Hardcover, Slipcased,
10.5 x 15, 56 pages,
22 four-color plates ?Like the Romantic painters before her, Opie expresses a desire to return to nature for quiet contemplation. She does not ask for much; she would probably photograph anything ?so long as they are wild.? While pointing at the beauty of these sights, she makes a subtle plea for environmental preservation: if society goes on operating in such an unsustainable manner, all of this is what we are poised to lose.? ? Art Asia Pacific Catherine Opie?s portrait of Yosemite National Park is meditative and personal, focusing on individual elements ? a waterfall, a tree or the expansive sky above ? rather than on the majestic impression of the place for which it is known. Indeed, when she does step back and present a wider view of the vista she is facing, she pulls it out of focus, allowing for a moment of reflection before moving on to the next photograph. While the artist first became well in the art world for her closeup, often confrontational photographs of human subjects, Opie allows the human presence to ?empty out? in her landscape photographs. As she explains in a 2001 interview with Art Journal, ?The emptiness is about loss. It?s about nostalgia . . . trying to capture, document people and places before they disappear.? In the context of nature, the emptiness conveys a longing for a time when these landscapes were untouched by mankind. One of the most influential and widely published contemporary artists of her generation, Catherine Opie has exhibited her work at the Whitney Biennial and the Solomon R. Guggenheim Museum in New York, the Museum of Contemporary Art in Los Angeles, the Museum of Contemporary Art in Chicago, and the Museum of Modern Art in Oxford. The recipient of a Guggenheim Foundation Fellowship, Opie is currently a tenured professor at UCLA. ISBN 978-1-59005-483-3
Hardcover, Slipcased,
380 x 305 mm, 36 pages,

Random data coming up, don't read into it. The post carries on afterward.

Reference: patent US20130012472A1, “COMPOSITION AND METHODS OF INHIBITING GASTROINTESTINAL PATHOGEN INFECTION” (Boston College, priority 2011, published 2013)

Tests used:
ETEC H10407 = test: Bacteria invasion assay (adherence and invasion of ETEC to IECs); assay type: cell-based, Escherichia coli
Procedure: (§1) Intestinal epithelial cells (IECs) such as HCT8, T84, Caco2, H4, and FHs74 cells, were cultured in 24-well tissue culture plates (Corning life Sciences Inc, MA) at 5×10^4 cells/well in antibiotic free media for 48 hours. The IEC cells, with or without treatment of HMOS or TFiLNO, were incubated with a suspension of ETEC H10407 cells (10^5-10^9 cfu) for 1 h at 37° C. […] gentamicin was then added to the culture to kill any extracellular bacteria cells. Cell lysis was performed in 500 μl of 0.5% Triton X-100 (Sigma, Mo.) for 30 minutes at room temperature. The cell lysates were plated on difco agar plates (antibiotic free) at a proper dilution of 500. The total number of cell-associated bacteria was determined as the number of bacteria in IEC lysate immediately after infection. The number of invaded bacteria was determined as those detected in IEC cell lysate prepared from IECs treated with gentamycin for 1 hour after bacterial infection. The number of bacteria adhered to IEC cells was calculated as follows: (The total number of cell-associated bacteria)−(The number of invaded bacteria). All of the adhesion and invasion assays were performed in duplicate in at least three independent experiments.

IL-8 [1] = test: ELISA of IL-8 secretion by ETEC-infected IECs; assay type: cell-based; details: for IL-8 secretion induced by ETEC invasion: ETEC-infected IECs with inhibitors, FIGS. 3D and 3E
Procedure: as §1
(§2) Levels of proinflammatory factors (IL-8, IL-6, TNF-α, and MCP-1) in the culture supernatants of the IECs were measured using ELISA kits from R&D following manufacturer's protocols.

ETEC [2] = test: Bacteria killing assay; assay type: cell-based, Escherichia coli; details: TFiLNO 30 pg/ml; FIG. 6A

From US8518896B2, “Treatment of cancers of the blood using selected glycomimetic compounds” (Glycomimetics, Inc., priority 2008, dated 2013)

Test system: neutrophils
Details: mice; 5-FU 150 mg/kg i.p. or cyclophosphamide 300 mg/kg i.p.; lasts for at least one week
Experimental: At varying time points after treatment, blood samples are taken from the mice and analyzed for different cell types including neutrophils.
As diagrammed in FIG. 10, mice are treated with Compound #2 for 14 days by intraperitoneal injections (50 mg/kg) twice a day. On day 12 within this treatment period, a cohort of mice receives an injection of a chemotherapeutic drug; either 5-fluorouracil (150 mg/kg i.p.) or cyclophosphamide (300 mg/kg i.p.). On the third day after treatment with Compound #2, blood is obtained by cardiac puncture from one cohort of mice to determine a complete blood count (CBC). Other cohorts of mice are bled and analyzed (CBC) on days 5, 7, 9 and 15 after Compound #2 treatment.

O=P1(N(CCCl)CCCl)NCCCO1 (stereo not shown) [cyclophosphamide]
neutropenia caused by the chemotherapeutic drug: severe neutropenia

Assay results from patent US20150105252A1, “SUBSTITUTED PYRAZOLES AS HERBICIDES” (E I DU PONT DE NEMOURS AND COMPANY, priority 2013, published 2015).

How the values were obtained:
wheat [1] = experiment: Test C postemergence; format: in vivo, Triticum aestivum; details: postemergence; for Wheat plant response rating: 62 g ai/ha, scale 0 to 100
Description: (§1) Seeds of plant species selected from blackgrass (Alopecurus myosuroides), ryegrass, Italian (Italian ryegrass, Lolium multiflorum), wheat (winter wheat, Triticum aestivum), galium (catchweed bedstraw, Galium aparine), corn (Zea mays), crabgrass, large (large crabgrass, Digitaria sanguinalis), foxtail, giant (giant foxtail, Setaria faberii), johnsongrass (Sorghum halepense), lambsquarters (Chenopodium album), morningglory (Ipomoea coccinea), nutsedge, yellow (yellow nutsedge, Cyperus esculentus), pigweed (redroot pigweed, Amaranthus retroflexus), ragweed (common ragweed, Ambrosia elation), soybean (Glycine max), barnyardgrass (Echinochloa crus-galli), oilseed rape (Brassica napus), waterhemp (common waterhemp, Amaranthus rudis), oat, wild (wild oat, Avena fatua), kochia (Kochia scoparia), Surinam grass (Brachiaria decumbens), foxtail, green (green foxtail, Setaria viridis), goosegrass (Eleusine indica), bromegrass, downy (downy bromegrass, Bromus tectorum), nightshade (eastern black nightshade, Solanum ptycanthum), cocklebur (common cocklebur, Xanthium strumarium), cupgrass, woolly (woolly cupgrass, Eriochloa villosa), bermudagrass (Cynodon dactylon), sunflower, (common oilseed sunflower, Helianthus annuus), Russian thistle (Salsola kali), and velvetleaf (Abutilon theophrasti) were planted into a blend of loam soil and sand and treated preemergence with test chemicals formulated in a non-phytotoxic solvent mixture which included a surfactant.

24 four-color plates ?Like the Romantic painters before her, Opie expresses a desire to return to nature for quiet contemplation. She does not ask for much; she would probably photograph anything ?so long as they are wild.? While pointing at the beauty of these sights, she makes a subtle plea for environmental preservation: if society goes on operating in such an unsustainable manner, all of this is what we are poised to lose.? ? Art Asia Pacific Catherine Opie?s portrait of Yosemite National Park is meditative and personal, focusing on individual elements ? a waterfall, a tree or the expansive sky above ? rather than on the majestic impression of the place for which it is known. Indeed, when she does step back and present a wider view of the vista she is facing, she pulls it out of focus, allowing for a moment of reflection before moving on to the next photograph. While the artist first became well in the art world for her closeup, often confrontational photographs of human subjects, Opie allows the human presence to ?empty out? in her landscape photographs. As she explains in a 2001 interview with Art Journal, ?The emptiness is about loss. It?s about nostalgia . . . trying to capture, document people and places before they disappear.? In the context of nature, the emptiness conveys a longing for a time when these landscapes were untouched by mankind. One of the most influential and widely published contemporary artists of her generation, Catherine Opie has exhibited her work at the Whitney Biennial and the Solomon R. Guggenheim Museum in New York, the Museum of Contemporary Art in Los Angeles, the Museum of Contemporary Art in Chicago, and the Museum of Modern Art in Oxford. The recipient of a Guggenheim Foundation Fellowship, Opie is currently a tenured professor at UCLA. ISBN 978-1-59005-483-3